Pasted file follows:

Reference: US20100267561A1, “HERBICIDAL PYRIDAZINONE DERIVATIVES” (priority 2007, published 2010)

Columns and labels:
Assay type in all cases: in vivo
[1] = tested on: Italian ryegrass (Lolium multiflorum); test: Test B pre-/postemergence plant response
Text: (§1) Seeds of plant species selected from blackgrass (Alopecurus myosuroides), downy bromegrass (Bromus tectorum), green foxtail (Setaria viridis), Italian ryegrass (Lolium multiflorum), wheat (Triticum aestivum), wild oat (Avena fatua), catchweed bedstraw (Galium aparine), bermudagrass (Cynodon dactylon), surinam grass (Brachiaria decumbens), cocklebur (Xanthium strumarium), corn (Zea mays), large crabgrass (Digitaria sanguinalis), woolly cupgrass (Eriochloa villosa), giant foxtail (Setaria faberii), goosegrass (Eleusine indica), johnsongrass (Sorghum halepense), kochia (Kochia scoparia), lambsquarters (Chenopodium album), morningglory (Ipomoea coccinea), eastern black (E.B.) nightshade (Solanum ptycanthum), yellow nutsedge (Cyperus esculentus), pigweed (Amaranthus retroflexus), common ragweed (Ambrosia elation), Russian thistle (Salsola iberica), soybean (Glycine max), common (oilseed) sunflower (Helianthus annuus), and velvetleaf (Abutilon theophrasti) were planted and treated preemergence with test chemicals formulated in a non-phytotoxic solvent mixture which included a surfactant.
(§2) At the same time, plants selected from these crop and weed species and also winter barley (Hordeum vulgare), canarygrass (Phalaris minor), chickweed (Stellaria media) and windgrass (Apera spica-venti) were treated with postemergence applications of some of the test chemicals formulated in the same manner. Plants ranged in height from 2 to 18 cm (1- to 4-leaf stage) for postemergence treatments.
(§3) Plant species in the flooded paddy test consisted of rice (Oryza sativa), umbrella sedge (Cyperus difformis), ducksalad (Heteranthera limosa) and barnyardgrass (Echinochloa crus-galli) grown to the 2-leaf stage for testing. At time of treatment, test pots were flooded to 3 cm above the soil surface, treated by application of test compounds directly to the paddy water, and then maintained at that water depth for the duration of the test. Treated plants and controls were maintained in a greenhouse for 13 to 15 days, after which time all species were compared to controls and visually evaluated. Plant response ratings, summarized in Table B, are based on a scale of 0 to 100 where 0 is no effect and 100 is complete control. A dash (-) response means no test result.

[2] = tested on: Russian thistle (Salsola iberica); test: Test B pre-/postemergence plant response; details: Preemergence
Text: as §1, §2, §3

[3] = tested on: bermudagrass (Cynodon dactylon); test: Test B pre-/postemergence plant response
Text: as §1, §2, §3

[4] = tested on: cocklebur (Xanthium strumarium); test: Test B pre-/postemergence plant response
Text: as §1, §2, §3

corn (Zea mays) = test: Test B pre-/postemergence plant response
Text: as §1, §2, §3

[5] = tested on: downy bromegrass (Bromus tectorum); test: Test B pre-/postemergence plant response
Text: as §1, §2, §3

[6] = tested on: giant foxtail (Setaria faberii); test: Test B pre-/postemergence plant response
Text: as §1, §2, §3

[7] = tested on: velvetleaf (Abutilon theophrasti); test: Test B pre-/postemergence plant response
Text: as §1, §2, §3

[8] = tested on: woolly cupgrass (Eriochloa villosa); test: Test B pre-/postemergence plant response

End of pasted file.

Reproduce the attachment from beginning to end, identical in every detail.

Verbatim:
Reference: US20100267561A1, “HERBICIDAL PYRIDAZINONE DERIVATIVES” (priority 2007, published 2010)

Columns and labels:
Assay type in all cases: in vivo
[1] = tested on: Italian ryegrass (Lolium multiflorum); test: Test B pre-/postemergence plant response
Text: (§1) Seeds of plant species selected from blackgrass (Alopecurus myosuroides), downy bromegrass (Bromus tectorum), green foxtail (Setaria viridis), Italian ryegrass (Lolium multiflorum), wheat (Triticum aestivum), wild oat (Avena fatua), catchweed bedstraw (Galium aparine), bermudagrass (Cynodon dactylon), surinam grass (Brachiaria decumbens), cocklebur (Xanthium strumarium), corn (Zea mays), large crabgrass (Digitaria sanguinalis), woolly cupgrass (Eriochloa villosa), giant foxtail (Setaria faberii), goosegrass (Eleusine indica), johnsongrass (Sorghum halepense), kochia (Kochia scoparia), lambsquarters (Chenopodium album), morningglory (Ipomoea coccinea), eastern black (E.B.) nightshade (Solanum ptycanthum), yellow nutsedge (Cyperus esculentus), pigweed (Amaranthus retroflexus), common ragweed (Ambrosia elation), Russian thistle (Salsola iberica), soybean (Glycine max), common (oilseed) sunflower (Helianthus annuus), and velvetleaf (Abutilon theophrasti) were planted and treated preemergence with test chemicals formulated in a non-phytotoxic solvent mixture which included a surfactant.
(§2) At the same time, plants selected from these crop and weed species and also winter barley (Hordeum vulgare), canarygrass (Phalaris minor), chickweed (Stellaria media) and windgrass (Apera spica-venti) were treated with postemergence applications of some of the test chemicals formulated in the same manner. Plants ranged in height from 2 to 18 cm (1- to 4-leaf stage) for postemergence treatments.
(§3) Plant species in the flooded paddy test consisted of rice (Oryza sativa), umbrella sedge (Cyperus difformis), ducksalad (Heteranthera limosa) and barnyardgrass (Echinochloa crus-galli) grown to the 2-leaf stage for testing. At time of treatment, test pots were flooded to 3 cm above the soil surface, treated by application of test compounds directly to the paddy water, and then maintained at that water depth for the duration of the test. Treated plants and controls were maintained in a greenhouse for 13 to 15 days, after which time all species were compared to controls and visually evaluated. Plant response ratings, summarized in Table B, are based on a scale of 0 to 100 where 0 is no effect and 100 is complete control. A dash (-) response means no test result.

[2] = tested on: Russian thistle (Salsola iberica); test: Test B pre-/postemergence plant response; details: Preemergence
Text: as §1, §2, §3

[3] = tested on: bermudagrass (Cynodon dactylon); test: Test B pre-/postemergence plant response
Text: as §1, §2, §3

[4] = tested on: cocklebur (Xanthium strumarium); test: Test B pre-/postemergence plant response
Text: as §1, §2, §3

corn (Zea mays) = test: Test B pre-/postemergence plant response
Text: as §1, §2, §3

[5] = tested on: downy bromegrass (Bromus tectorum); test: Test B pre-/postemergence plant response
Text: as §1, §2, §3

[6] = tested on: giant foxtail (Setaria faberii); test: Test B pre-/postemergence plant response
Text: as §1, §2, §3

[7] = tested on: velvetleaf (Abutilon theophrasti); test: Test B pre-/postemergence plant response
Text: as §1, §2, §3

[8] = tested on: woolly cupgrass (Eriochloa villosa); test: Test B pre-/postemergence plant response